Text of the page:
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Buddhism & Taoism

What is Taoism? (Derek Lin Video)

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What is Taoism? Derek Lin shares his understanding of the Taoist Beliefs from the stories of Chuang Tzu and the Tao Te Ching that answer the big metaphysical questions. How was the world created? Why are we here? Who am I? How do I manifest what I want in life? Plus, get some practical advice on how to deal with real-life challenges and the fears that are sadly becoming part of our daily reality.

All quotes are from excerpts from “The Tao of Happiness” – Derek Lin Books. (n.d.). Retrieved December 6, 2015, from

What is Taoism?

Taoism is more of a philosophy and a way of life than a formal religion.

According to Derek Lin, author of “The Tao of Happiness”, some people regard the Tao as a philosophical pastime or an academic pursuit. He explains that there is nothing wrong with it, but there is definitely a lot of untapped potential in this scenario.

“ The better way to use the Tao is to go beyond intellectuality and apply it as a way of life.“In the same way, there is a gulf between those who play at being Tao philosophers and those who rigorously apply the Tao to life. Modern­ day philosophers are quite secure in their superficial knowledge. Their lives remain stagnant, while those who cultivate the Tao (as a way of life) advance toward greater levels of attainment and enjoyment. The key is skillful actions. “

Derek Lin explains that Taoism is a self-directed philosophy where the follower creates their own path.  He explains in the passage below:

“Ultimately, the choice is yours. You are the ruler of your own life. You alone have the power to decide for yourself. You can dabble in the Tao and be satisfied at that level. Or, you can wield its transformational power to resolve problems, overcome obstacles, and accelerate your progress.”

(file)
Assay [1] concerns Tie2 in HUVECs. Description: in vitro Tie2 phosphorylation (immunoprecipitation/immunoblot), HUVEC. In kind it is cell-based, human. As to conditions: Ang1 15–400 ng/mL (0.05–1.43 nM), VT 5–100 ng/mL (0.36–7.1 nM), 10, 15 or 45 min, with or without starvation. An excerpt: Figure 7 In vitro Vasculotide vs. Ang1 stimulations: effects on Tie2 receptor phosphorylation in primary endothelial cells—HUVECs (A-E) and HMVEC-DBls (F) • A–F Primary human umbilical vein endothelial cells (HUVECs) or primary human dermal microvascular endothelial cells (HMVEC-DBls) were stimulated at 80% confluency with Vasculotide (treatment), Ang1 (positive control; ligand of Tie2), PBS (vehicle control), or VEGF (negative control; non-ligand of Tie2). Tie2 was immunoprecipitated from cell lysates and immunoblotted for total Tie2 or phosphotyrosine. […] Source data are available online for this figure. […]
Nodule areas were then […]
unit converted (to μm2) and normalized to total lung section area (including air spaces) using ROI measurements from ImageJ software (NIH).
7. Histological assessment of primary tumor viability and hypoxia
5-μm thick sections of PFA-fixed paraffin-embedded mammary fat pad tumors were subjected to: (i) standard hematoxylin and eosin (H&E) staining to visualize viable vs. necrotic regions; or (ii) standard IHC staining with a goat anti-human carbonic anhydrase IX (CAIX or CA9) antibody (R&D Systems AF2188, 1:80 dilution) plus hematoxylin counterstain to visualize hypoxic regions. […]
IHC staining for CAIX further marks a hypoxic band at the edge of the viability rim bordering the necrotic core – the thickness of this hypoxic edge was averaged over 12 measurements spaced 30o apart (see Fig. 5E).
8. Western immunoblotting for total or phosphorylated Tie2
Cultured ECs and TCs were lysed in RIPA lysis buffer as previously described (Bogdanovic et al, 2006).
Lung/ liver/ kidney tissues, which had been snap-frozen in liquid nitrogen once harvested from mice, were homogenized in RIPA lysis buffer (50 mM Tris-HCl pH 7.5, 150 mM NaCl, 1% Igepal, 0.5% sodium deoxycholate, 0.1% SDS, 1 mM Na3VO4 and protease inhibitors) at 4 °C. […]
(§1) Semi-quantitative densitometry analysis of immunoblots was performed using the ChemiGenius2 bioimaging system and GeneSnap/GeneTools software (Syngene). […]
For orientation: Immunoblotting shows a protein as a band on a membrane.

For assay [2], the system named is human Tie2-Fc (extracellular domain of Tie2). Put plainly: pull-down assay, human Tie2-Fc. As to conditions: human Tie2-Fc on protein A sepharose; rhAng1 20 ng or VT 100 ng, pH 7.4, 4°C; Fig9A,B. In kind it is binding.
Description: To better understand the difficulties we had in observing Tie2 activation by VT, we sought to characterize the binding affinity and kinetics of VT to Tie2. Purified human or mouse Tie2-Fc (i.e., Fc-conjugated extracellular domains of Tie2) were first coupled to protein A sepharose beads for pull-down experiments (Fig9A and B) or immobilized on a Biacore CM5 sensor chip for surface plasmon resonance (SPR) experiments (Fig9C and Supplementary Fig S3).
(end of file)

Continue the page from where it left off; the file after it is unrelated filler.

Taoist Beliefs

Check out the video for answers on: How was the world created? Who am I? Why am I here?


Taoism: Lecture on how the world was created.


Taoism- What should I expect if I pursue Taoism?

The Tao of Happiness offers advice for Taoist philosopher, Chuang Tzu on how to pursue a Taoist path that Derek Lin summarizes below:

“Before we embark on the spiritual journey, we should take some time to contemplate the journey itself. Tao sages always know what they are getting into, and never rush into anything blindly. Let us emulate them by understanding the nature of the journey, and mentally preparing ourselves:

  1. Chuang Tzu likens the spiritual journey to the long flight of a giant bird high in the sky. This flight can be seen as the lifelong path of Tao cultivation, the quest of learning and exploration, and the sacred task that you are in this world to accomplish.

  2. Be ready for the mind ­expanding effect of the Tao. The teachings of Chuang Tzu will show you a whole new world and open up your spiritual dimensions dramatically. Once you are immersed in this vast ocean of wisdom, you will not be able to go back to the more limited perspective.